The defeat in Greece was, in most respects, completely meaningless. However that doesn’t mean it wasn’t disappointing to see Arsenal get turned over given our recent form as a club. It also served a reminder of the dark days of the not-so-distant past, when our defence looked shaky and we were prone to spectacular goalkeeping mistakes.
Our first team defence, which had been beginning to look settled, is now going to be without its’ left back for the foreseeable future as Andre Santos picked up an ankle injury. We now have no fit full backs, either on the left or the right. Despite being our best centre back, I suspect Thomas Vermaelen will fill as a left back, with Johan Djourou as the right back. Laurent Koscielny can then move back into the centre to play with Per Mertesacker.
It also means we’re one injury away from Sebastien Squillaci playing regularly again. Having said last week he had a good game against Manchester City, Olympiacos saw the return of the Squillaci that we thought had played his last game for Arsenal. Per Mertesacker might have some critics, but he is such a massive improvement on Squillaci.
Staying with the defence leads to the issue of goalkeepers. We saw both Lukasz Fabianski and Vito Mannone in Greece, and both of their performances have made fans love Wojciech Szczesny that little bit more. It almost seems unfathomable that Szczesny was behind Almunia, Fabianski and Mannone in the Arsenal goalkeeping pecking order at this time last year.
For the first Olympiakos goal, Fabianski was a bit hasty in coming off his line and the striker easily rounded him. Before getting injured, he was almost lobbed after a poor clearance. If we thought Fabianski didn’t inspire confidence, the way in which Mannone conceded the second goal took things to a completely different level. Initially, the Italian did well in clearing with his head, I don’t blame him for going out to clear when Squillaci was meant to be defending it. However with the ball going back towards goal, Mannone seemed to forget that goalkeepers can use their hands in the penalty area. It’s fair to say his attempted volleyed clearance wasn’t overly effective.
Honestly, when I saw the second goal I couldn’t help but laugh. In many ways it was football comedy gold. However if that happens in an important match, or if Wojciech Szczesny gets injured, it won’t be a laughing matter.
In fairness to both Fabianski and Mannone, it’s difficult to be thrust into an atmosphere like the one in Greece having played very little football this season. They were always going to be lacking match sharpness that can be very important for goalkeepers when making judgements. However, the harsh reality of top level football is that you can’t afford to need time to get up to speed in a game.
Going forward, we didn’t create as much as I thought we would with the likes of Oxlade-Chamberlain, Benayoun and Arshavin occupying the three attacking positions behind Marouane Chamakh. All three of Oxlade-Chamberlain, Benayoun and Arshavin showed glimpses of danger, but we couldn’t sustain a solid amount of pressure to really test the Greeks. Benayoun’s goal was extremely well taken though, and as we head towards the busy Christmas and New Year period, I think he’s going to have a big part to play in the forthcoming weeks as we’ll need to rotate.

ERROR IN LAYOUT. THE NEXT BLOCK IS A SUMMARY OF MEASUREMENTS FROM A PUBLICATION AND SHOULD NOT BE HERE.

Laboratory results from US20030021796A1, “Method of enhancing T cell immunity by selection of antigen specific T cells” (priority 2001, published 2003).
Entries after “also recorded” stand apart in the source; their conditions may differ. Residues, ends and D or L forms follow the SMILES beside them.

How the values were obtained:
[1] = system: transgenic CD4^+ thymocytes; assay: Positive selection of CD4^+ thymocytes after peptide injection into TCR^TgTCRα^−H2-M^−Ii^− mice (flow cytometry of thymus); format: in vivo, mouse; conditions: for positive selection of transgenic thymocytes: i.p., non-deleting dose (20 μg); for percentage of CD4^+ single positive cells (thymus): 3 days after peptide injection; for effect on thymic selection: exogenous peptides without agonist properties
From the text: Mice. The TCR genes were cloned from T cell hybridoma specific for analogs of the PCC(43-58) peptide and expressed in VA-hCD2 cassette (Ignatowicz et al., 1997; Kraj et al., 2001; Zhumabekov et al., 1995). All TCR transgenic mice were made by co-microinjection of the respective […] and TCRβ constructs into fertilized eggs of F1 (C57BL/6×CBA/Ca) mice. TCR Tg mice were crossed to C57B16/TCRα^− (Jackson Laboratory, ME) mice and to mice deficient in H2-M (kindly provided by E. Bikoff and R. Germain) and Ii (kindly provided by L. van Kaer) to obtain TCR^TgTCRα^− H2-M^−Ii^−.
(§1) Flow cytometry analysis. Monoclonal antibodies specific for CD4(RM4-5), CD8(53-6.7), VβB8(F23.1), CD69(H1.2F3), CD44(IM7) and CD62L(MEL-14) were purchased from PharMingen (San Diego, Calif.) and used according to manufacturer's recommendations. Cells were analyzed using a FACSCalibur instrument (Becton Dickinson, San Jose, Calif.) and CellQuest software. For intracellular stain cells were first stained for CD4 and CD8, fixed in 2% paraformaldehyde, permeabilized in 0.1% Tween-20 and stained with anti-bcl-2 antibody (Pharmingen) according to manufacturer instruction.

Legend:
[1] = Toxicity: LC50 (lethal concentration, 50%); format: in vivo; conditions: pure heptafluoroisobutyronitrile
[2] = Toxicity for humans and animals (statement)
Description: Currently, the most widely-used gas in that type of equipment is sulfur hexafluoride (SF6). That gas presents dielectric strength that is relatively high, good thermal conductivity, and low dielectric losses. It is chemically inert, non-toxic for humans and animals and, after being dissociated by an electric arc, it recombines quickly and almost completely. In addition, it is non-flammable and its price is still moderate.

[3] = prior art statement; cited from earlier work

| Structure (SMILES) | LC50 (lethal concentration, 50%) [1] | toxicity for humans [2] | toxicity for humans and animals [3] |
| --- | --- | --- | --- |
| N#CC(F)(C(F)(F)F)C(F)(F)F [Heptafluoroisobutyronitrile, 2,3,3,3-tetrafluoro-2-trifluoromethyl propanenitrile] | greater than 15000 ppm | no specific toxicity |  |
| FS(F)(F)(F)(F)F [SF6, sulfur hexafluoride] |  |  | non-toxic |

Overall, it’d be wrong to read too much into the match as the players were always going to have the safety of being top of the group in the back of their heads. They were never going to truly exert themselves, and with Olympiakos needing a win to have a chance of going through, it was going to be hard for the team to match the intensity of our opposition. However some of those in blue on Tuesday could have been playing for their Arsenal futures, and they didn’t give as much as they could, or should, have done.
We don’t need to dwell too much on Tuesday night, and there are still plenty of positives. It will have been a good experience for Emmanuel Frimpong, Francis Coquelin, Alex Oxlade-Chamberlain and Ignasi Miquel, we’re still through at the top of the group and the majority of the first choice XI at the moment had a well-deserved week off.
The next match on paper doesn’t look like a special one, with Everton visiting the Emirates on Saturday. However the club are using the match to mark our 125th anniversary, making it a game we won’t want to lose. Everton have had their traditional slow start to the season, however they’re never a team you look at in the fixture list and assume that you’ll get three easy points.
With Manchester City facing Chelsea, at least of the clubs around us will drop points, so we need to win to keep the pressure on. If Chelsea lose, we could climb back into the top four, and that would represent an excellent bit of work from the club, and would be a good checkpoint from which to push on to finish higher in the rest of the season. If Manchester City lose, they’re still too far ahead at the moment to realistically think about challenging them, but someone has stop them threatening the 2004 Invincibles. If Chelsea don’t do that, then who better to do so than Arsenal next week?
A win against Everton would be the best preparation for that.